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Remembering Al Purdy

The Story

At the age of 81, Al Purdy succumbs to cancer on April 21, 2000, in Sidney, B.C. Canadians remember Purdy as an eloquent trailblazer who wrote accessible and exciting poetry. Friends and contemporaries praise him as an exceedingly generous mentor. Before Purdy's death, CBC's Rex Murphy visited with the poet and his friends. They discussed his long career and enduring legacy. "It's been a very rewarding life to me," Purdy says in this documentary, "I can't imagine any other life I'd like to live." 

Medium: Television
Program: The National Magazine
Broadcast Date: April 25, 2000
Guest(s): Margaret Atwood, Patrick Lane, Dennis Lee, Al Purdy
Host: Brian Stewart
Reporter: Rex Murphy
Duration: 15:02
Photograph courtesy of D'Arcy Glionna.

Did You know?

• In March 2000, the League of Canadian Poets presented Purdy with the Voice of the Land Lifetime Achievement Award and a $10,000 prize. The award was established to recognize Purdy's contribution to Canada. The award will be presented every five years with a cash prize of $5,000.

• Over the course of his career, Purdy published a total of 33 books of poetry, one novel, an autobiography and nine collections of essays and letters.

• Al Purdy's ashes were buried in Ameliasburg, Ont., at the end of Purdy Lane. His gravestone is shaped like a book and features a quatrain from his poem Her Gates Both East and West:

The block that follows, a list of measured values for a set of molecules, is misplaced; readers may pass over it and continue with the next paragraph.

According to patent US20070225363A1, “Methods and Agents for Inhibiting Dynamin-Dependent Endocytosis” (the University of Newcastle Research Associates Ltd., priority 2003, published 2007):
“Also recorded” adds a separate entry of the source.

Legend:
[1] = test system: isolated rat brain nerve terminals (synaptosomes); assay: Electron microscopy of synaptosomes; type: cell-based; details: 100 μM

This is where I came to
when my body left its body
and my spirit stayed
in its spirit home.

• "All of us -- Peggy Atwood, Dennis Lee -- would acknowledge Al's influence. His poetry told me I could write about the trees and the animals and the loggers and the workers, that poetry came out of the ordinary. His was really a voice of the common man and the common woman." -- poet Patrick Lane in Calgary Herald, April 29, 2000

• Purdy also had his share of critics who argued that he had a negative impact on the development of Canadian literature. For example, author David Solway wrote, "From the early 70s on, owing to Purdy's gathering influence, Canadian poetry began to sound and look increasingly generic, as if despite whatever differences in specific content might be found in the work of individual poets, the writing were being done by consortium." -- in the National Post, June 23, 2001


Al Purdy, An Uncommon Poet more